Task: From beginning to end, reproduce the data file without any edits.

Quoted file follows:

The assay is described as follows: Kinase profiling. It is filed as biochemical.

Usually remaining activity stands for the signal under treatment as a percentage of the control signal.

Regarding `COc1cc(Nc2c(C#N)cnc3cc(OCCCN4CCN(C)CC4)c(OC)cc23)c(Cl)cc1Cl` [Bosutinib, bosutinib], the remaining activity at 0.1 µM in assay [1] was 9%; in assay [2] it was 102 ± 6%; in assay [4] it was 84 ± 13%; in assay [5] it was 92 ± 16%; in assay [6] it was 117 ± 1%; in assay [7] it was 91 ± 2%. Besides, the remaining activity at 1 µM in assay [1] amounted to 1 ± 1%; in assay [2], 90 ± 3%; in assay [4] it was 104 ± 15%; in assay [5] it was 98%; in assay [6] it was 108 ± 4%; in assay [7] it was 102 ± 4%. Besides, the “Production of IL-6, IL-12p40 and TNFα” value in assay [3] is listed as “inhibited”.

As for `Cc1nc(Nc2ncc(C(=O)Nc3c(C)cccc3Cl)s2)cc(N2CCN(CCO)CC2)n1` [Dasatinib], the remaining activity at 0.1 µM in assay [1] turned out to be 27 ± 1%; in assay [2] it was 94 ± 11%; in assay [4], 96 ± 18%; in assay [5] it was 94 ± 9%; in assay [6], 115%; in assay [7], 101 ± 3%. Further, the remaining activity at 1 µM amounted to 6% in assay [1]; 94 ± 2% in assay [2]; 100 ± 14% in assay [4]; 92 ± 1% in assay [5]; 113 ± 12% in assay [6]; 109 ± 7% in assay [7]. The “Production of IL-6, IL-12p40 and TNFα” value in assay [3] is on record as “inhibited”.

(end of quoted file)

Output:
The assay is described as follows: Kinase profiling. It is filed as biochemical.

Usually remaining activity stands for the signal under treatment as a percentage of the control signal.

Regarding `COc1cc(Nc2c(C#N)cnc3cc(OCCCN4CCN(C)CC4)c(OC)cc23)c(Cl)cc1Cl` [Bosutinib, bosutinib], the remaining activity at 0.1 µM in assay [1] was 9%; in assay [2] it was 102 ± 6%; in assay [4] it was 84 ± 13%; in assay [5] it was 92 ± 16%; in assay [6] it was 117 ± 1%; in assay [7] it was 91 ± 2%. Besides, the remaining activity at 1 µM in assay [1] amounted to 1 ± 1%; in assay [2], 90 ± 3%; in assay [4] it was 104 ± 15%; in assay [5] it was 98%; in assay [6] it was 108 ± 4%; in assay [7] it was 102 ± 4%. Besides, the “Production of IL-6, IL-12p40 and TNFα” value in assay [3] is listed as “inhibited”.

As for `Cc1nc(Nc2ncc(C(=O)Nc3c(C)cccc3Cl)s2)cc(N2CCN(CCO)CC2)n1` [Dasatinib], the remaining activity at 0.1 µM in assay [1] turned out to be 27 ± 1%; in assay [2] it was 94 ± 11%; in assay [4], 96 ± 18%; in assay [5] it was 94 ± 9%; in assay [6], 115%; in assay [7], 101 ± 3%. Further, the remaining activity at 1 µM amounted to 6% in assay [1]; 94 ± 2% in assay [2]; 100 ± 14% in assay [4]; 92 ± 1% in assay [5]; 113 ± 12% in assay [6]; 109 ± 7% in assay [7]. The “Production of IL-6, IL-12p40 and TNFα” value in assay [3] is on record as “inhibited”.